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Breaking records and barriers in NCRA contests


Doug Zweizig, RDR, CRR, of Wilmington, Del., won both the Speed and Realtime Contest trophies during the 2022 NCRA Conference & Expo in Orlando, Fla., and is the first person of color to win either contest. He earned three first-place and two second-place medals. In the Realtime Contest, he placed second in the Literary leg and first in the Q&A, and tied for first in the Speed Contest. Zweizig previously won the Realtime Contest four times; however, it was his first win in the Speed Contest.

JCR | How did you find out about court reporting?

DZ | I’m from a small town in Pennsylvania and saw an ad for my school in the local paper. I still knew nothing about court reporting. When I went to talk to them, since they had several different majors, I had a travel brochure and a court reporting brochure in front of me. I thought court reporting sounded interesting. As an aside, years later my teachers told me they didn’t expect me to even get out of theory. I wasn’t the only one they thought that of, of course, but I shocked them all.

JCR | What was your greatest challenge as a student? How did you overcome it?

DZ | I will tell you, my school – at the time Central Pennsylvania Business School, now Central Penn College – had the toughest court reporting program around. When I enrolled, I knew no better. I knew there was a school closer to me, but I wanted to stay with the school that I thought would push me. We had to pass almost all steno tests at 99%. When we passed 225s, we had to go for higher speeds – 240, 260, 280. I guess the challenge to me was really forcing myself to take it seriously and put in all the work, which was a lot. Mandatory steno every night, weekend, semester break. My teachers were as no-nonsense as they come, and I love them all for pushing me hard when I needed it.

JCR | Throughout your career, what tips or tricks have helped you the most?

DZ | I would say getting up the nerve to interrupt when I had to. That was very difficult for me as a new reporter. I still find it difficult sometimes, but I do it pretty much without thinking. Whether court or freelance, keep your eye on your schedule. Things cancel all the time, and sometimes an agency might forget to notify you. The sooner you know that the easier it’ll be to book something else if that’s what you want. Conventions are an EXCELLENT way to network. Have your business cards handy to give out.

JCR | What wisdom would you share with the next generation of court reporters?

DZ | Well, I’d start with learning your theory really, really well. Go back and review it even. My theory is, I’m told, one of the most stroke-intensive out there, but I wouldn’t change it if I could. I have shortened a lot over the years and will likely shorten more since I’m not getting any younger. Also, there was no such thing as social media when I went to school, but I’ve seen students and court reporters all too often get caught in a trap of sharing/complaining about too much on social media (I may resemble that remark, but I try not to). Talk to your teachers, classmates, and/or a mentor you trust. I just think that social media can often fuel too much negativity. I’ll just say that over the past few years working so much with students, most are just awesome, ask great questions, and work hard, but a few don’t seem to take advice well. When you are combative and rude on social media posts, just realize that future prospective employers may be seeing that. People remember names and they also chat. I think some people had to learn this the hard way, unfortunately. And lastly, remember you are going to be learning once you’re out of school as well. I’ve been doing this for over 30 years and still learn something new almost every day. It never stops.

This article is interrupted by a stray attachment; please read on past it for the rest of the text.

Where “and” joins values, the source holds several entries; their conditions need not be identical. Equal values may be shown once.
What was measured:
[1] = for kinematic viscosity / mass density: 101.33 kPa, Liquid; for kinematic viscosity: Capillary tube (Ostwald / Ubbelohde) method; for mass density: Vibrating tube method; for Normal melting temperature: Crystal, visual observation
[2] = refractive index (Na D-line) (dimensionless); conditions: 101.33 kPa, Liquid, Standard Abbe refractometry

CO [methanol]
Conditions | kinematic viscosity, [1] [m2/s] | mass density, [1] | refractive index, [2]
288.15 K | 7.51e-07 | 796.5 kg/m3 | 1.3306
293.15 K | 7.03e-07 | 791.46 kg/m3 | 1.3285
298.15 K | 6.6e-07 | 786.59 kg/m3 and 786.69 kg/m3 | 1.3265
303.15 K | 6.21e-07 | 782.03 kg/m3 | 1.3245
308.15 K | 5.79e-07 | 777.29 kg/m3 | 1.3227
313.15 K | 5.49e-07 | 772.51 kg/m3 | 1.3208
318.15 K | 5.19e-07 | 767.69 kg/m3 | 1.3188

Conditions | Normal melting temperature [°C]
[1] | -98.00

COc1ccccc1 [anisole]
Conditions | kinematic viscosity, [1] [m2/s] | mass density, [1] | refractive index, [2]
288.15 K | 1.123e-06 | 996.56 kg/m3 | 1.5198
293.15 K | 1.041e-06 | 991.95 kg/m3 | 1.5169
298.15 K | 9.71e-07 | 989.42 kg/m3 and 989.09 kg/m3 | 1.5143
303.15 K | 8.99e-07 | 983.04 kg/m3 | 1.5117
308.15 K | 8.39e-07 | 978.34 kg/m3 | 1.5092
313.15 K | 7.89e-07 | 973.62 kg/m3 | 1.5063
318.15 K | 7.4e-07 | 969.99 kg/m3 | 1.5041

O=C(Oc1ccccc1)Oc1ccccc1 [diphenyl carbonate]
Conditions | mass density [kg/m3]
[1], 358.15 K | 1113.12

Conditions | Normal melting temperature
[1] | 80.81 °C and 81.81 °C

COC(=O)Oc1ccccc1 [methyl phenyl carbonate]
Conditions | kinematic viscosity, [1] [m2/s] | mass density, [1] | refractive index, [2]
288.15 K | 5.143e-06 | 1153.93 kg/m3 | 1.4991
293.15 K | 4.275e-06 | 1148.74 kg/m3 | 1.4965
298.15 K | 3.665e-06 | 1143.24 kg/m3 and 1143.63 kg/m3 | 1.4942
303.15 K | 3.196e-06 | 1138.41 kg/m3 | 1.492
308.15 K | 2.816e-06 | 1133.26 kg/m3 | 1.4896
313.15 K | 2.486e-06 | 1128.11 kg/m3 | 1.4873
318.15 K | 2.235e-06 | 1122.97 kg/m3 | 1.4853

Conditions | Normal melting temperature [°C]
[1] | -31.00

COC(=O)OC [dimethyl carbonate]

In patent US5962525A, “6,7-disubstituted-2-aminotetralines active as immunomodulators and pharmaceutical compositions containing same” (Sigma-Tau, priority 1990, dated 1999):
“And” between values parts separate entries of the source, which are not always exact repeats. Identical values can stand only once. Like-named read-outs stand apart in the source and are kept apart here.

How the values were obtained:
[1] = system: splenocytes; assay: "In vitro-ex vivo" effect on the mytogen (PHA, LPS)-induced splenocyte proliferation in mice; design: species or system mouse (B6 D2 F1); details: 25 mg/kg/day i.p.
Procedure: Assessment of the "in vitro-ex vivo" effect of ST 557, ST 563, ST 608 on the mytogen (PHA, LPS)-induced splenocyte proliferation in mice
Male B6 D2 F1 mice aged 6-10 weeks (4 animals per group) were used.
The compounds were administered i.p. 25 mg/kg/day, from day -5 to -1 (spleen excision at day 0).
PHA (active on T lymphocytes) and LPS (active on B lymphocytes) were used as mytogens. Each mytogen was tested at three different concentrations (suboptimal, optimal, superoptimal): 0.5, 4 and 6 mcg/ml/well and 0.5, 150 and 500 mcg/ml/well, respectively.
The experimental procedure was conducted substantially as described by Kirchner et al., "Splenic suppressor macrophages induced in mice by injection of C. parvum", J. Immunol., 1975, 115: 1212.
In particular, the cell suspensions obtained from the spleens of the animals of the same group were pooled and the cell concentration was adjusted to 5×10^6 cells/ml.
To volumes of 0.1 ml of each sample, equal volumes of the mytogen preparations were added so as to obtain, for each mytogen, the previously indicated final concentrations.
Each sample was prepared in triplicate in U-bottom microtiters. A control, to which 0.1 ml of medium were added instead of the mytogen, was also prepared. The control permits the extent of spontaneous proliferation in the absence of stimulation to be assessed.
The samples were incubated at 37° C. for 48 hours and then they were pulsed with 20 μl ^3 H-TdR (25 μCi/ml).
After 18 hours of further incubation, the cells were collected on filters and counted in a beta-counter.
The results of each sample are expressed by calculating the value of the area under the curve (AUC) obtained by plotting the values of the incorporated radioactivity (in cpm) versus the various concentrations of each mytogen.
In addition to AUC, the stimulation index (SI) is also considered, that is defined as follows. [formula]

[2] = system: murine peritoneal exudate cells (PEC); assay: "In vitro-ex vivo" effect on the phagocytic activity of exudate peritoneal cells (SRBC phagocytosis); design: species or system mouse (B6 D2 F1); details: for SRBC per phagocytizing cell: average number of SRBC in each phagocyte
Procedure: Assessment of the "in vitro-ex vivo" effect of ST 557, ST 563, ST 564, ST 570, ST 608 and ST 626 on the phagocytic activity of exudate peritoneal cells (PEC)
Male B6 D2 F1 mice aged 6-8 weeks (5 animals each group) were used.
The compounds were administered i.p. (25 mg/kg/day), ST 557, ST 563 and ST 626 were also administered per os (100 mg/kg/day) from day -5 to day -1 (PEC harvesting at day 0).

JCR | You earned various awards at Conference this year. What or who do you credit for getting you there?

DZ | Certainly, my teachers played a huge role and gave me a very solid foundation to start out with. Also, I started out with a great agency in Philadelphia, Foster Court Reporting. I will never forget the owner, Madalene, sitting down beside me and watching me scope. She’d stop me and tell me to define my misstrokes, when possible. Something like, “If it can be nothing else, define it because you’ll misstroke it again.” To say that sage advice has served me well over all these years is an understatement. What most don’t know is that my main dictionary is FULL OF MISSTROKES! Seriously, full of them. I am convinced that if I hadn’t followed her advice that I wouldn’t be the writer I am. Also, we didn’t use audio except on a video dep. This taught me I had to get it and not be lazy. My mother, who passed away in 2014, was always a huge believer in me even when I wasn’t, so I credit her for sticking by me and always encouraging and supporting me 100 percent.